It’s true that the ability to take on an unpaid internship is not available to everyone, which can create inequality in the workforce when individuals with more experience are more likely to be hired—leaving those that couldn’t afford to get that same experience in the dust.
But if you want to stay ahead of the curve without the unpaid internship conundrum, there are still lots of ways you can break into your dream field. To find out how, we talked to several collegiettes and Emily Mienther, founder and CEO of FindSpark, a community dedicated to connecting young professionals and setting them up for career success.
1. If at all possible, go for the paid option
This seems like a no-brainer: if you want to get paid, apply for paid positions. Duh! But as we all know, not every field is going to have paid opportunities galore. Despite this, Mienther encourages you to really do your research and find a paid program.
“My number one tip would be to focus on connecting with people in companies that have paid internship programs,” she says. “Most major companies are not doing unpaid internships anymore, and focusing on programs that are paid is a way to protest companies that are still doing unpaid. Companies that aren’t doing unpaid internships also see the value in diverse talent, and they’re most likely going to have an actual structured program.”
2. Try freelancing work
You’ve probably heard the term “side hustle” a billion times, especially if you’re hoping to score work in media or the arts. Fitting yet another commitment into your busy schedule on top of schoolwork, extracurriculars, a part-time job and anything else you might have going on (like, oh, a social life or actual sleep) might feel daunting, but it’s worked out for many a college student in the past, like Endicott College junior Eva Graef.
“I was looking for internships for [the 2018] summer and there was a constant pressure of having to give up awesome internships because they were unpaid,” Eva recalls. “I … was offered a really good experience at a nonprofit for the marketing and special events intern, but it was nonpaid. … So, I found a loophole and was able to make my own schedule running my own business while doing my unpaid internship. I’m a marketing major with a graphic design minor and I had done logo and graphic design work in the past so I figured, why not make a business out of it?”
Even with the extra work, Eva loves the experience she’s getting. “I go to my 9 to 5 internship and run my freelance graphic design business, egdesigns on the side from my computer, and it’s a great balance!” she says. “I have met great people and love what I’m doing and know that I’ll be [continuing my side hustle] for a while, no matter where I end up!”
3. Work for your university
If freelancing doesn’t have enough structure for you or doesn’t exactly align with your field of interest, there’s another way to get your foot in the door without even leaving campus. Utilizing the opportunities of your school’s academic departments can help you gain experience related to your major or field of choice, so you’re doing more meaningful work than any old part-time job. Whether you take on a university job part-time during the year or stay for the summer, you’re still getting new connections and skills specific to your field without sacrificing the sweet, sweet feeling of getting paid.
“At my school … a lot of different departments within different schools offer on-campus positions that allow students to gain real industry experience,” says Colleen Byrne, a senior at Temple University. “For example, a bunch of different departments within the communications college offer social media management jobs and blogging positions that give students real experience, and they’re paid!”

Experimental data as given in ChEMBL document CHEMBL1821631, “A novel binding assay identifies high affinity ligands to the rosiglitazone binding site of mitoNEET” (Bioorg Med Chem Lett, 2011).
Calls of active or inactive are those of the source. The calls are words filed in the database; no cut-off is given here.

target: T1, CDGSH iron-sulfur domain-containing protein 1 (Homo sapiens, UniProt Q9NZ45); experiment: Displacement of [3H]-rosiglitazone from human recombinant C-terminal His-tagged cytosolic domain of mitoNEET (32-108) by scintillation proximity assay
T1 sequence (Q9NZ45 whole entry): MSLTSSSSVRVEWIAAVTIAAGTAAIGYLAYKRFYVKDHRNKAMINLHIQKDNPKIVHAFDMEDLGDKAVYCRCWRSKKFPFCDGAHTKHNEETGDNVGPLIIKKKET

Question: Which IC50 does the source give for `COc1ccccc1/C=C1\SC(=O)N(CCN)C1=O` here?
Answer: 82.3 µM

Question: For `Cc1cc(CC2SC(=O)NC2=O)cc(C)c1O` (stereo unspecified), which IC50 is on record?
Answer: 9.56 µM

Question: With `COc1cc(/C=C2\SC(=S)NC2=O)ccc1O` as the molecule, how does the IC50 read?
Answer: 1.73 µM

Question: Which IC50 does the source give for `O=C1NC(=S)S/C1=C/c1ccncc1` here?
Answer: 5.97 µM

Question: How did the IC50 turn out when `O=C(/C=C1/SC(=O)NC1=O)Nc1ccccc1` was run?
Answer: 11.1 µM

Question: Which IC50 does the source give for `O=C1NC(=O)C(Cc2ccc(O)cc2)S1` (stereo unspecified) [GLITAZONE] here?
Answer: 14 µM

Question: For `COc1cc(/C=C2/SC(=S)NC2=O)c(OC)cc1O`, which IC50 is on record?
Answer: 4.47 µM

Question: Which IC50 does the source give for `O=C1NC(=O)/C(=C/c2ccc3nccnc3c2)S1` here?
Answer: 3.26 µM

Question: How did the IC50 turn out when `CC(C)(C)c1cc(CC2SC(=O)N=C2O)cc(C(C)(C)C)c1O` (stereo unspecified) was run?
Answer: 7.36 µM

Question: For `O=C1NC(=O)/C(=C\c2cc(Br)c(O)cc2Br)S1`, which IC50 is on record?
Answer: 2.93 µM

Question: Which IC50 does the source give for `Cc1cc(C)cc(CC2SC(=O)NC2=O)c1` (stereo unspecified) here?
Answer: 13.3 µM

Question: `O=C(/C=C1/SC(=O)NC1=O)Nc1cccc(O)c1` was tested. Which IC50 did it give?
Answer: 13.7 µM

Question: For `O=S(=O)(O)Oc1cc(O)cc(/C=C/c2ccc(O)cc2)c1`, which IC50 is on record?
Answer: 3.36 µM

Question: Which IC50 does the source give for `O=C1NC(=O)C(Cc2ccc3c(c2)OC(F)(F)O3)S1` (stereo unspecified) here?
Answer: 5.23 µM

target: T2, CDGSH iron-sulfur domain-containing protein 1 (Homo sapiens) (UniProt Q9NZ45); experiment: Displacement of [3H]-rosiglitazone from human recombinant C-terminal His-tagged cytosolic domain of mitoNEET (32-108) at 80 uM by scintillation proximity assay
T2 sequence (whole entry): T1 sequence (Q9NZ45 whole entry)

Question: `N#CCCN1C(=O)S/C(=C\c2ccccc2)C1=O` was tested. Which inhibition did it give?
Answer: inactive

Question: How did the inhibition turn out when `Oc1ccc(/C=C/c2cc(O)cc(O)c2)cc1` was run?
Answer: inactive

Being stuck on campus may not be what you had in mind when you said you wanted to be a working woman, but trust us, it’ll take you far.
“It’s much better to make some money and work a student job that actually helps you gain skills in your field than it is being at an unpaid internship where you do nothing but coffee runs,” Ohio University graduate Sophia Borghese says. “Future employers want to hear that you learned skills to do the job much more than they want to see a respected company name on a resume.”
4. Network, network, network
At the end of the day, networking is one of the most important things you can be doing both now and throughout your career, no matter what industry you’re hoping to break into.
“I’m a huge believer in networking online and offline, and balancing both of those things,” Mienther says. “Reach out via social media or email to a few people each week who are in your industry who you admire.
“One of the best things college students and recent grads can do is start networking within companies before they are actually applying for internships. Set up informational interviews and attend networking events. … Then, when roles do open up, you’re already in the network of that company.”
Not all your networking has to be online, either: remember, Mienther stresses the importance of networking both in-person and through a screen. So how can you find people in your area that would make great connections?
“Consider joining professional organizations that are related to [your] area of study,” says Audrey Lent, a fifth-year at Cal Poly, San Luis Obispo. “Through these connections, you could potentially find a job or apprenticeship in your field. Even if it’s just working as an office assistant for someone who has a career in your field, that is a great foot in the door!”
Unpaid internships are an almost unavoidable evil of being a millennial or Gen Z-er trying to make it in the workforce, but there are ways around it. Hopefully this guide has given you some ideas of how you can still be making waves without the “intern” title—now get to it!